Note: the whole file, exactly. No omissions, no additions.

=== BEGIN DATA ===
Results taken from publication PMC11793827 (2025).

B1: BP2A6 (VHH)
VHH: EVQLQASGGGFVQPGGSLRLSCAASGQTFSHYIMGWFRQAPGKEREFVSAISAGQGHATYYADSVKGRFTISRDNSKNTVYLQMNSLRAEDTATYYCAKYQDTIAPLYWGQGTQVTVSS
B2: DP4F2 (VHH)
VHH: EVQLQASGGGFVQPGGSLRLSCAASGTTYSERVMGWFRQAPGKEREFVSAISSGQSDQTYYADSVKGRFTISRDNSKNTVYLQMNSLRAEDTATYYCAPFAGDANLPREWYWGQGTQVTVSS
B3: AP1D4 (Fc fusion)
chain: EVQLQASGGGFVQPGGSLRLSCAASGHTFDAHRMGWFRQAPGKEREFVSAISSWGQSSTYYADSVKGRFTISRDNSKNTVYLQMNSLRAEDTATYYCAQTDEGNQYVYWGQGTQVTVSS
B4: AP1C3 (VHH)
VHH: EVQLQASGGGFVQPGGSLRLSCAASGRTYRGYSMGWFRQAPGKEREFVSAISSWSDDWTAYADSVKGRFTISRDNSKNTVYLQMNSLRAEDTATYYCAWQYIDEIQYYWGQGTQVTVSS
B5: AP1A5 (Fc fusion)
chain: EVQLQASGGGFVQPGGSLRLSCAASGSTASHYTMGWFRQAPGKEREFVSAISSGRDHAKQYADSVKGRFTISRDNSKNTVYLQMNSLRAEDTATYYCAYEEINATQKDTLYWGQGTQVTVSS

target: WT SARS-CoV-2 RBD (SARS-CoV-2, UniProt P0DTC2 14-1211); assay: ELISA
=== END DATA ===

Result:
Results taken from publication PMC11793827 (2025).

B1: BP2A6 (VHH)
VHH: EVQLQASGGGFVQPGGSLRLSCAASGQTFSHYIMGWFRQAPGKEREFVSAISAGQGHATYYADSVKGRFTISRDNSKNTVYLQMNSLRAEDTATYYCAKYQDTIAPLYWGQGTQVTVSS
B2: DP4F2 (VHH)
VHH: EVQLQASGGGFVQPGGSLRLSCAASGTTYSERVMGWFRQAPGKEREFVSAISSGQSDQTYYADSVKGRFTISRDNSKNTVYLQMNSLRAEDTATYYCAPFAGDANLPREWYWGQGTQVTVSS
B3: AP1D4 (Fc fusion)
chain: EVQLQASGGGFVQPGGSLRLSCAASGHTFDAHRMGWFRQAPGKEREFVSAISSWGQSSTYYADSVKGRFTISRDNSKNTVYLQMNSLRAEDTATYYCAQTDEGNQYVYWGQGTQVTVSS
B4: AP1C3 (VHH)
VHH: EVQLQASGGGFVQPGGSLRLSCAASGRTYRGYSMGWFRQAPGKEREFVSAISSWSDDWTAYADSVKGRFTISRDNSKNTVYLQMNSLRAEDTATYYCAWQYIDEIQYYWGQGTQVTVSS
B5: AP1A5 (Fc fusion)
chain: EVQLQASGGGFVQPGGSLRLSCAASGSTASHYTMGWFRQAPGKEREFVSAISSGRDHAKQYADSVKGRFTISRDNSKNTVYLQMNSLRAEDTATYYCAYEEINATQKDTLYWGQGTQVTVSS

target: WT SARS-CoV-2 RBD (SARS-CoV-2, UniProt P0DTC2 14-1211); assay: ELISA